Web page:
It was so relaxing to pretend to be rich for a day, and having my every whim catered to was just delightful. Top it off with the chance to see one of my best friends and the gorgeous surroundings of the resort and it was the recipe for a much-needed escape from the blistering heat of Toronto.

Visiting New York for the fourth time

It never gets old. My friend Emma was in Toronto, so of course we decided to travel a 10 hour bus ride south to NYC and spend like 36 hours there. Because we took Greyhound and Greyhound is the worst company in the history of capitalism, our bus was delayed almost five hours and we were stuck in Scranton, Pennslyvania for EVER. We did make it, though, and once we made it we had a blast.

Our hostel had the comfiest beds known to man and we took in two shows: Fiddler on the Roof and An American in Paris. I literally go to New York just to see Broadway shows…no regrets. It was HOT and EXPENSIVE and TIRING but would I do it again? In a heartbeat.

Graduating university!

Somehow, this milestone pales in comparison to all the other amazing things I did in 2016. While during my third year of university I travelled more than I went to school, in my fourth year I think I only left the province twice, and it was all job interview-related. Despite this, I had the most incredible time during my last semester of school.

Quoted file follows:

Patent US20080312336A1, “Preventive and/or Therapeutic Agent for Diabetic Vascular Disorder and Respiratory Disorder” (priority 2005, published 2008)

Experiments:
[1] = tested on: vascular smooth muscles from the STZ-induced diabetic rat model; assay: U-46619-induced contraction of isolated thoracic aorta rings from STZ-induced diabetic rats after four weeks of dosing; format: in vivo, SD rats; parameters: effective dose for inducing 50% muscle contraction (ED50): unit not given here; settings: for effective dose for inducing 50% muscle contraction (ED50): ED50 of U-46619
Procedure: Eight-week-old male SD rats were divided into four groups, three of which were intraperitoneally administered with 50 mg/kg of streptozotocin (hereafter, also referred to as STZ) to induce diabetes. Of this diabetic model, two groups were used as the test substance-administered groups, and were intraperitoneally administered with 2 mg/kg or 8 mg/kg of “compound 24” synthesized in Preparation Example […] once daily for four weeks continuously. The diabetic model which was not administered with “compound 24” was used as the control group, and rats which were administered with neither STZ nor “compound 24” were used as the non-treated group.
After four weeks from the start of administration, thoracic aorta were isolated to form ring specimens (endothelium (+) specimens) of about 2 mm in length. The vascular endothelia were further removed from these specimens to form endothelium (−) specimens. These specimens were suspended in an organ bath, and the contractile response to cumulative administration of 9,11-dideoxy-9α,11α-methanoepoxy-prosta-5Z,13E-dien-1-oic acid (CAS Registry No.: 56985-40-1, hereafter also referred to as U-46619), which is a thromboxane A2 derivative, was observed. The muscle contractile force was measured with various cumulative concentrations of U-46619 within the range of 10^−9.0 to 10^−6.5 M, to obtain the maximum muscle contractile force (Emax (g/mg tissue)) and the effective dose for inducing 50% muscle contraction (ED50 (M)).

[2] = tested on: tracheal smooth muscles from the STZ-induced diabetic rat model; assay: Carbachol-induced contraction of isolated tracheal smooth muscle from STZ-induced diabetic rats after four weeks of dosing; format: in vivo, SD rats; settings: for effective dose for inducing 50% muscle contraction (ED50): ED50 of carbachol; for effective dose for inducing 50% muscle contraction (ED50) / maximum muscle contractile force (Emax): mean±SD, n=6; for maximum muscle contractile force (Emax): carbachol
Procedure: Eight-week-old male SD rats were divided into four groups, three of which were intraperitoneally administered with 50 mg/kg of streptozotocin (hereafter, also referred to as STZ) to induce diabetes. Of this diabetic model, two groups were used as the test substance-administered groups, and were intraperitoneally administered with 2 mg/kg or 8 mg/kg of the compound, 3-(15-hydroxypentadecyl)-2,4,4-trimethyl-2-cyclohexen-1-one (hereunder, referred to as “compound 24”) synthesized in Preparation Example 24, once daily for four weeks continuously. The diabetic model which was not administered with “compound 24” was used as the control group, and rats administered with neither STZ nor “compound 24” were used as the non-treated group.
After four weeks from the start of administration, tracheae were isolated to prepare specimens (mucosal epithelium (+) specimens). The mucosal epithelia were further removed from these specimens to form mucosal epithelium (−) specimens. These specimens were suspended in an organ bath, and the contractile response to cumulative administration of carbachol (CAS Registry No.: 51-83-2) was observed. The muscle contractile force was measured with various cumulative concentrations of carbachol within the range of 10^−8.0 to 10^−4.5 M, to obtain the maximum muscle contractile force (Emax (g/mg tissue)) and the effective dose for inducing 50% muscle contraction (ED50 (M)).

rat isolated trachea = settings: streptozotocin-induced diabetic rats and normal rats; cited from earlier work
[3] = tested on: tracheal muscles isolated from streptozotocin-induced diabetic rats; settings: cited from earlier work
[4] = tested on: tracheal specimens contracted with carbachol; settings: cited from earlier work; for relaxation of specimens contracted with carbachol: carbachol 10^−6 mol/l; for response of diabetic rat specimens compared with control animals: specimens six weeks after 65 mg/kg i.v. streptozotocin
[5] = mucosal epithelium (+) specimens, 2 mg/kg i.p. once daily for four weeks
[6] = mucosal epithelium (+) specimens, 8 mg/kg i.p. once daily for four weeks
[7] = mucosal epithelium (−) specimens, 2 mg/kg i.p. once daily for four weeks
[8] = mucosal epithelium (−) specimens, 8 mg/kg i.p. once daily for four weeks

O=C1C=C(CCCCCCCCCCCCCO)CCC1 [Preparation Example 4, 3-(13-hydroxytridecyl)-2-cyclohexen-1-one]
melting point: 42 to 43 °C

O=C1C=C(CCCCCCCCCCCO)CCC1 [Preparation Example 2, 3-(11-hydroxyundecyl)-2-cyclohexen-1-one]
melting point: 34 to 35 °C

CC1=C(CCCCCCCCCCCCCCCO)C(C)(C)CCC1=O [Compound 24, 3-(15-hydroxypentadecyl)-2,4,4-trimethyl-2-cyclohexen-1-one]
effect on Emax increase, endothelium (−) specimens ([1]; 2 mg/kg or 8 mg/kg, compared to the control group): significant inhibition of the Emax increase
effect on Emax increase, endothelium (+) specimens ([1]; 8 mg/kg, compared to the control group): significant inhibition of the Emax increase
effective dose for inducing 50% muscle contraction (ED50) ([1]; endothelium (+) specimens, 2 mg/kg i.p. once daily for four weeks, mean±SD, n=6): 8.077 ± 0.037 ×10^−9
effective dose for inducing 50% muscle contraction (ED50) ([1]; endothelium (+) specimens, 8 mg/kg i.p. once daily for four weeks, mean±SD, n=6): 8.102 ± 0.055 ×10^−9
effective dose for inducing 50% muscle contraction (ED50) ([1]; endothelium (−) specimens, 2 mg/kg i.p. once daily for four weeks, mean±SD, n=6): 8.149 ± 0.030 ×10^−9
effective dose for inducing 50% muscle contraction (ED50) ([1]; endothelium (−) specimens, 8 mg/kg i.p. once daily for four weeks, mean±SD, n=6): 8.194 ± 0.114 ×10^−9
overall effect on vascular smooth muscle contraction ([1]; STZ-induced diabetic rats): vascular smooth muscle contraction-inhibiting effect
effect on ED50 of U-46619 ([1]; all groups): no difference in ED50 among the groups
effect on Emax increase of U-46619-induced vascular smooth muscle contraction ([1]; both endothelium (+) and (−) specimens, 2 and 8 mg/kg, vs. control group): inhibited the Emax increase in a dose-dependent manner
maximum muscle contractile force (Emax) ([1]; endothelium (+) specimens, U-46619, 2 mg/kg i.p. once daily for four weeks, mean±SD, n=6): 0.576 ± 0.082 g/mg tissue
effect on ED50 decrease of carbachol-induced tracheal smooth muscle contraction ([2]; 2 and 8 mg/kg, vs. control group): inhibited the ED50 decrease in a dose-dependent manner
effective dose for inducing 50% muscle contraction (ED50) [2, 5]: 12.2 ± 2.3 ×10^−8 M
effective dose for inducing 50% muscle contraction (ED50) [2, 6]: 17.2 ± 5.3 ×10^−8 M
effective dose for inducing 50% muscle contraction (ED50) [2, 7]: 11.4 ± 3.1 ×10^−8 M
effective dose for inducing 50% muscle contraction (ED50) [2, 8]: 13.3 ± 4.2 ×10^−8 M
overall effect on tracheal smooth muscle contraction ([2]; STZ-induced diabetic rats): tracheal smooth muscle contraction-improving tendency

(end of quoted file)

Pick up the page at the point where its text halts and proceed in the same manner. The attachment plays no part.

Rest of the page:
I worked at an Italian espresso bar, finally falling in love with the community vibe of my small university town. I finally made the close groups of friends I’d been searching for, spending my free time with so many people I absolutely love. Since I was also finally legal drinking age for the whole school year, I took advantage of that a bit as well..and by a bit I mean all the time.

I also barely had to put any time into school because I had completed most of my courses. I may have skipped classes every now and then (or all the time), but by fourth year I had mastered the art of getting good grades while putting in very little work.